Click to listen to the latest episode of The Richards Report with Nick Crocker from Blackbird Ventures.
Nick Crocker originally studied law and political science at UQ. After a short time working in law he pivoted into the world of start-ups. He was co-founder and CEO of Sessions, which used technology to help people stay healthy. MyFitnessPal acquired Sessions in December 2013. Nick also co-founded We Are Hunted, which was acquired by Twitter.
Nick’s now a partner at Blackbird Ventures, a venture capital fund that seeks to invest in world-class founders who are setting out to make a difference in the world. Investors in Blackbird’s fund include the Australian Government Future Fund, Host Plus, and Mike Cannon-Brookes.
I ask Nick what's more enjoyable; being a founder, or working with founders and investing in start-ups? Nick said he prefers investing in start-ups. He says being a founder can be exciting, but it also entails a never-ending set of problems. The further you get into building a company, the more challenging it becomes. From Nick's perspective, the hardest part of being a founder is the constant need for emotional resilience, a load that outsiders often underestimate.
We discuss investor patience and the need for Nick to take a long-term view, as the road for start-ups is rarely smooth. Blackbird often takes a 10-year time horizon with its investments.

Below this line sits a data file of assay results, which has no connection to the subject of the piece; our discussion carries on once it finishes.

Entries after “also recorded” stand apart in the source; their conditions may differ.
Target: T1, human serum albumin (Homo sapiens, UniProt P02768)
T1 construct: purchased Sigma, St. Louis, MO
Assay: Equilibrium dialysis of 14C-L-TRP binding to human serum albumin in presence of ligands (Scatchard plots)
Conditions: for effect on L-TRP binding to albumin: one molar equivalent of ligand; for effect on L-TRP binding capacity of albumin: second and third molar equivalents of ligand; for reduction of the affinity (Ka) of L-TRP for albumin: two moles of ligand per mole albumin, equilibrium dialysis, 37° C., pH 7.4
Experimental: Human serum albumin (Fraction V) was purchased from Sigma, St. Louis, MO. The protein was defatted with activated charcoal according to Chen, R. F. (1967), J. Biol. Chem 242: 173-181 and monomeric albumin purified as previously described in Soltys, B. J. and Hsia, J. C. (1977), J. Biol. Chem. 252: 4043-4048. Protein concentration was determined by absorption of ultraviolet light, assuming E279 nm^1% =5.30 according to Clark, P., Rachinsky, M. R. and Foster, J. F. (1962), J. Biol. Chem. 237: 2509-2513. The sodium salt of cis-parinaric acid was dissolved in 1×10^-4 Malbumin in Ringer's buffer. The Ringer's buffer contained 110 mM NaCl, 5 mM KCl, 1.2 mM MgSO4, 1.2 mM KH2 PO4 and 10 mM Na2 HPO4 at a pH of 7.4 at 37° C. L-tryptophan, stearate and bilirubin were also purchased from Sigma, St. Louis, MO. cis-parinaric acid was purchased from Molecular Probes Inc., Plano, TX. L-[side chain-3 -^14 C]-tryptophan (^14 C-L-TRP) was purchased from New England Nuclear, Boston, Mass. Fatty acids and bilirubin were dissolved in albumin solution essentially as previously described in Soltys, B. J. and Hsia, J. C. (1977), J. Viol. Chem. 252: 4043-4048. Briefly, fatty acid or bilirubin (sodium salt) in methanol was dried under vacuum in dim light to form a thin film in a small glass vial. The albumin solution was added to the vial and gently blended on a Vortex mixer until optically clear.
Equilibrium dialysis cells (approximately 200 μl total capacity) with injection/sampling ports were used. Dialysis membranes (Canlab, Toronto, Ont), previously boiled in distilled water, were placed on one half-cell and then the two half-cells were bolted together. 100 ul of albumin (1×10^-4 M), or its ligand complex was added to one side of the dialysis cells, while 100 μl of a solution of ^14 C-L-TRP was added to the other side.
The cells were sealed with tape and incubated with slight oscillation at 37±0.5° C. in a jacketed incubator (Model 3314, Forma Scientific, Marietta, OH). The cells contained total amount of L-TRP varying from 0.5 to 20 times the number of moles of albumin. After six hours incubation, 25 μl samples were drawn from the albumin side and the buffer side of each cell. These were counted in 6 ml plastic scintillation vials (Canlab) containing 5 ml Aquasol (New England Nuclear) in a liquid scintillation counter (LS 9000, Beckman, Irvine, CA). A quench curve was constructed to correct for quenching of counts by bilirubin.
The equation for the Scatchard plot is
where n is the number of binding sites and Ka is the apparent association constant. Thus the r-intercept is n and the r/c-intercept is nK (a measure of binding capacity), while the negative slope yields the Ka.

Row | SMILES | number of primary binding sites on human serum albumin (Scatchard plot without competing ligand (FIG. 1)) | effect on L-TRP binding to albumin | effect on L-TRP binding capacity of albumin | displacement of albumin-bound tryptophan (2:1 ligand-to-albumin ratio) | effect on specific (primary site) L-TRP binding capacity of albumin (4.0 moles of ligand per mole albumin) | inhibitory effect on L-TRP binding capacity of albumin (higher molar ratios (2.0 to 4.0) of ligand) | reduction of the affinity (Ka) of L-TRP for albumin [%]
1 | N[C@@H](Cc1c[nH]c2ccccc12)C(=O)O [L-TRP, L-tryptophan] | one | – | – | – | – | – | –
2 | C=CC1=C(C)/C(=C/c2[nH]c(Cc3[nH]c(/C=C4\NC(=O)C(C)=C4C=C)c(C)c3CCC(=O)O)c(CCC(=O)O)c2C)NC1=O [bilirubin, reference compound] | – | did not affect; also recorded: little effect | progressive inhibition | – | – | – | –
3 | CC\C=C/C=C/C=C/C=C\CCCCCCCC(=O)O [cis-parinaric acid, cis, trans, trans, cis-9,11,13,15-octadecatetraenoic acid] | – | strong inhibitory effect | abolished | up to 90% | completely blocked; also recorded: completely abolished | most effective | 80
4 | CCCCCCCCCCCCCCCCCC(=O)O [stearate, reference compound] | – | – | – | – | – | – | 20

Their process for due diligence has similarities to the process Ray Dalio uses at Bridgewater. It also draws inspiration from the book The Checklist Manifesto by Atul Gawande. They run and monitor this process on Process Street. When they're finished, each partner rates the business over 75 variables and records their view, which is logged so it can be shared and reviewed. Over time this data set is being built on and optimised.
Nick said he would come into contact with approximately 1000 companies a year, meeting face to face with about 100. He would probably consider around 10 but ultimately invests in two or three a year. However, at the time of recording in late September he still had not made an investment this year.
One thing I didn't realise was that Nick measures every minute of his day and he takes us through how he does this. When he only invests in an average of in every 500 companies he comes across, he knows the importance of time management.
We discuss valuation, which is always difficult, let alone investing in a start-up company that’s probably loss-making at the time with few true comparables.
Nick describes the importance of a well-articulated mission and vision. However, so often they’re nothing more than buzzwords that are stuck on the wall and then forgotten. It’s important though - the mission and vision reverberate throughout the company and help attract the best talent, which can attract investors, which can help in the process to attract customers.
Blackbird now has 60 companies in its portfolio. Some of its marquee investments include Canva (an Australian company out of Perth that specialises in helping people with graphic design online. If you’re interested I highly recommend this fascinating podcast episode with Melanie Perkins on How I Built This). Culture Amp is another marquee investment doing some great things in the world of measuring culture and performance within teams.
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